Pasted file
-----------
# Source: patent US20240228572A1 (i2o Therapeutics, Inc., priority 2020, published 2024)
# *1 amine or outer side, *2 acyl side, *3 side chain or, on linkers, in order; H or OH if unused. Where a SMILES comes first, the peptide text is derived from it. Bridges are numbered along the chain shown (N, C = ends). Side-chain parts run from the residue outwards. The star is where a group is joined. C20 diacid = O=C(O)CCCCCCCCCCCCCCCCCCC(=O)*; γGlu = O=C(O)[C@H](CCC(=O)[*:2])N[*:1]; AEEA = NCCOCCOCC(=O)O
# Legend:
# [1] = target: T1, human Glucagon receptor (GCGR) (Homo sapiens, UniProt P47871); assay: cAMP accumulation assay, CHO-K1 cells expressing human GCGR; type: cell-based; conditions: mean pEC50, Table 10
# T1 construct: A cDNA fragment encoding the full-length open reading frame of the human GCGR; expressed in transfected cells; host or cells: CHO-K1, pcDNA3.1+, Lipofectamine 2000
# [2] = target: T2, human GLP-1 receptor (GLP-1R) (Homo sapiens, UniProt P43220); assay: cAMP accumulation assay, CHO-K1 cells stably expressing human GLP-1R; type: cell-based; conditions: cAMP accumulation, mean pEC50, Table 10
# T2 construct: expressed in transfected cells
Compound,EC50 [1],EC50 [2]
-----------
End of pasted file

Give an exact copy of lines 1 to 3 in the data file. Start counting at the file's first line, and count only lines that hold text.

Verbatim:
# Source: patent US20240228572A1 (i2o Therapeutics, Inc., priority 2020, published 2024)
# *1 amine or outer side, *2 acyl side, *3 side chain or, on linkers, in order; H or OH if unused. Where a SMILES comes first, the peptide text is derived from it. Bridges are numbered along the chain shown (N, C = ends). Side-chain parts run from the residue outwards. The star is where a group is joined. C20 diacid = O=C(O)CCCCCCCCCCCCCCCCCCC(=O)*; γGlu = O=C(O)[C@H](CCC(=O)[*:2])N[*:1]; AEEA = NCCOCCOCC(=O)O
# Legend: